MARCH 2013
Khaas Baat : A Publication for Indian Americans in Florida


Crack the code: Nutrition facts label



Let the New Year begin with the mantra health. The foods we eat have a major impact on our health. Here are few pointers to keep you on track of healthy eating. Take time to plan out the menu, prepare the food and savor each bite of your food. Eat with awareness and not out of habit.

The first step that follows menu planning is grocery shopping. It can be daunting and confusing when you have plethora of options available in supermarket or health food stores. But if we can crack the code of nutrition fact labels, we can make wise choices of food.

Serving size
This number is at the top: The nutritional information on the rest of the label applies to one serving. Total calories are calculated per serving, as are total calories from fat, so be sure to look at the servings per container. A bag of banana chips might say it has 170 calories per serving, but the entire bag might be three servings, or 540 calories.

Percent of Daily Value: this is calculated for a moderately active woman or a fairly sedentary man who eats 2,000 calories a day. A serving of paratha with ½ cup of low fat Greek yogurt gives the average adult just 8-10 percent of the daily value of fat intake and 11-12 percent of the daily value of protein intake recommended by the U.S. Department of Agriculture (USDA).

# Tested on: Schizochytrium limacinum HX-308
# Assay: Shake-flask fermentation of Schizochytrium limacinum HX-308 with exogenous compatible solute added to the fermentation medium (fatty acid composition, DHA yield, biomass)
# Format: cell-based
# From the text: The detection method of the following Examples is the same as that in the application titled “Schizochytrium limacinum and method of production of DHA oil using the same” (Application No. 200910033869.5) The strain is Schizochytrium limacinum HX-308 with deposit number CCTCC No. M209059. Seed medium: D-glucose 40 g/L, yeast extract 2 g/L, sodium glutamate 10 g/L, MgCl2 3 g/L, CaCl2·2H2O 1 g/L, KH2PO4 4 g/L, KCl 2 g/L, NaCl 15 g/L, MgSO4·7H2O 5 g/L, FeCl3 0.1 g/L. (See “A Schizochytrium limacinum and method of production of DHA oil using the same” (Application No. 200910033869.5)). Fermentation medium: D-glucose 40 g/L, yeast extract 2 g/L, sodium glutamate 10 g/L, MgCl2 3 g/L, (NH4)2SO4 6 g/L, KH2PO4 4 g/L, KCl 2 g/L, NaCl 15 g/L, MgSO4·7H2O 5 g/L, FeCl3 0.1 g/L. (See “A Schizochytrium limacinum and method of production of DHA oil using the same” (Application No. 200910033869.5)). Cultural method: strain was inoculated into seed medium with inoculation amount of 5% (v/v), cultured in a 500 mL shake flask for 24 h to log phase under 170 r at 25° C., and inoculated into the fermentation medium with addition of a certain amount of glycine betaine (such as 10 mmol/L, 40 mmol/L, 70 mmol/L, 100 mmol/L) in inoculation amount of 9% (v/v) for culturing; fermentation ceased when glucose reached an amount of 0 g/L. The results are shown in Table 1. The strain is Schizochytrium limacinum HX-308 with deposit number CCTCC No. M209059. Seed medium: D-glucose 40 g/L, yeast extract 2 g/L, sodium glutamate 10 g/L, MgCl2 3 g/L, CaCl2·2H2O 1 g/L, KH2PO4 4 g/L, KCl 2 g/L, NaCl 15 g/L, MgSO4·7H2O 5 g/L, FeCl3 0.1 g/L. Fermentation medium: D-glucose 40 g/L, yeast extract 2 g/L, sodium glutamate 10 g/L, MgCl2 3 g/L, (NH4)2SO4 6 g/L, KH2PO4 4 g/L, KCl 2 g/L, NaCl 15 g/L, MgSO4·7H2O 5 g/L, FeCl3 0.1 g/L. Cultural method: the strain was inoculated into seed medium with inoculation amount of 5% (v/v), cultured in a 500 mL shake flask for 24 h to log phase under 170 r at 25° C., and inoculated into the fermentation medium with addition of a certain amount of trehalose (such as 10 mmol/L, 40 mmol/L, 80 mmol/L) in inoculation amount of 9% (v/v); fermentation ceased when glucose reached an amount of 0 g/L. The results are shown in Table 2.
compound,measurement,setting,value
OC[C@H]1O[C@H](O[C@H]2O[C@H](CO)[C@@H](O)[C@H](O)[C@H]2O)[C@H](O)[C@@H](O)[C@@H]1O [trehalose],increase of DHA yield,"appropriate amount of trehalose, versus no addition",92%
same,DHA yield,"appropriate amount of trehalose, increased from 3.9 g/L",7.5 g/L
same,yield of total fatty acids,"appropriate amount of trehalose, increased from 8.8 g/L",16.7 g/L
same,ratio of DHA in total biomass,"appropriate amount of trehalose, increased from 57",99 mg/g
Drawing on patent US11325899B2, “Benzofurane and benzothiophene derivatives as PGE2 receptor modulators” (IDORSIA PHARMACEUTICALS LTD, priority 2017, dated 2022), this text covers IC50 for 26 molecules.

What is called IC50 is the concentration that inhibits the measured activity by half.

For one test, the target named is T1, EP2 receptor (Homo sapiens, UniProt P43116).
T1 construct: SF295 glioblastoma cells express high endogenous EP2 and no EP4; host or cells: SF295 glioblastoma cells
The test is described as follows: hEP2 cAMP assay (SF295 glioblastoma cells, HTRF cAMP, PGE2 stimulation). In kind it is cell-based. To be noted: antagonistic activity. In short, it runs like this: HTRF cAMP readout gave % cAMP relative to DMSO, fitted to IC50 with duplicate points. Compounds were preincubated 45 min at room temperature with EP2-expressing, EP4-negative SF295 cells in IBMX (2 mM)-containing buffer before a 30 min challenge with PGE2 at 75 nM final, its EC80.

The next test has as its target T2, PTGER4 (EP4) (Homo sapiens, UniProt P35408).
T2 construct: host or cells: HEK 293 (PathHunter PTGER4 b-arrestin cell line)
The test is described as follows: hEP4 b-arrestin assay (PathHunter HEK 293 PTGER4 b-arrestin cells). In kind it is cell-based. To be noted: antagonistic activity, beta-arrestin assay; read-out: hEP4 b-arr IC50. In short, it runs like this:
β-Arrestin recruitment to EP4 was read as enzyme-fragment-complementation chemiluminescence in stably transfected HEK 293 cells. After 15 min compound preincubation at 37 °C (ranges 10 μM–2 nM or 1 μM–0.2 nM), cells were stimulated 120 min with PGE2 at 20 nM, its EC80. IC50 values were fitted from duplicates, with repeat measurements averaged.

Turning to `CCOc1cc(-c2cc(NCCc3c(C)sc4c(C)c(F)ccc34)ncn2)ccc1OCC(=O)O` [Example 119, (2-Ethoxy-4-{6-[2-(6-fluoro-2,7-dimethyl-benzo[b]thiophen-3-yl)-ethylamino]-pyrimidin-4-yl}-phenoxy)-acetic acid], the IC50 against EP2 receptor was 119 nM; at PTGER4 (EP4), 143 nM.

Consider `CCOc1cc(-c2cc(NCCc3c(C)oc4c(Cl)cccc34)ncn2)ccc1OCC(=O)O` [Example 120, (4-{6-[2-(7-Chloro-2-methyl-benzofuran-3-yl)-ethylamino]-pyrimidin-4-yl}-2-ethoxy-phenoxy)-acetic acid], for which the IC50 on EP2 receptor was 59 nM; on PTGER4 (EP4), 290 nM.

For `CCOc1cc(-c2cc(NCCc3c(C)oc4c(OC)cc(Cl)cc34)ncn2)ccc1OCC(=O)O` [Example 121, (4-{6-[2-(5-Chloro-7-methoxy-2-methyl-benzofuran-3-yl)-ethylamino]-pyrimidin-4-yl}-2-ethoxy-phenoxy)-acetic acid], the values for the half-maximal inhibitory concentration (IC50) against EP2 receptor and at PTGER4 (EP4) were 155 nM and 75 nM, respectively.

Fat is classified as saturated, polyunsaturated, monounsaturated and trans fats. You want to see that the food contains relatively little saturated fat and trans fat, and relatively more polyunsaturated and monounsaturated. Keep in mind that "fat-free" doesn't equal "calorie-free." Many fat-free and low-fat foods have added sugar. Cholesterol: this is a fatlike chemical that's an essential component of cell membranes, a covering for nerve-cell fibers, and a building block of hormones. Only animal products contain cholesterol. Adults should limit their daily intake to 300 milligrams. Too much can increase your heart-disease risk.

The recommended daily limit for an average adult is 2,300 milligrams, about 1 tsp. Too much sodium can cause high blood pressure. Per USDA standards, food is low in sodium if it contains no more than 140 milligrams. A single serving of frozen dal makhani may contain 1,000 milligrams or more of sodium, which is nearly half the daily limit. Frozen pack of dal makhani has two servings per pack.
Let’s pause here and enjoy this recipe. We will continue with nutrition facts in the next article.

Recipe of the month

Sprouted bean burger:
1 cup boiled potatoes mashed
½ cup chickpeas boiled
¼ cup sprouted mung beans half boiled
Salt, to taste
Pinch of sugar
1 tsp lemon juice
½ tsp garam masala
Green chillies and ginger paste
Pinch of Italian seasoning
Lightly sautéed 1 tbsp chopped onion and 1 tbsp bell pepper in olive oil
¼ cup whole wheat bread crumbs.

Mix all the above ingredients and form small patties and brush with olive oil on both sides and bake in oven at 325-degree Fahrenheit for about 30-35 minutes. Flip the patties after 15 minutes so they are evenly baked. Serve with coriander chutney.

Here’s to our health!

Bhavi Nirav is a Registered Dietitian/M.S., R.D., L.D., certified yoga practitioner, and can be reached at

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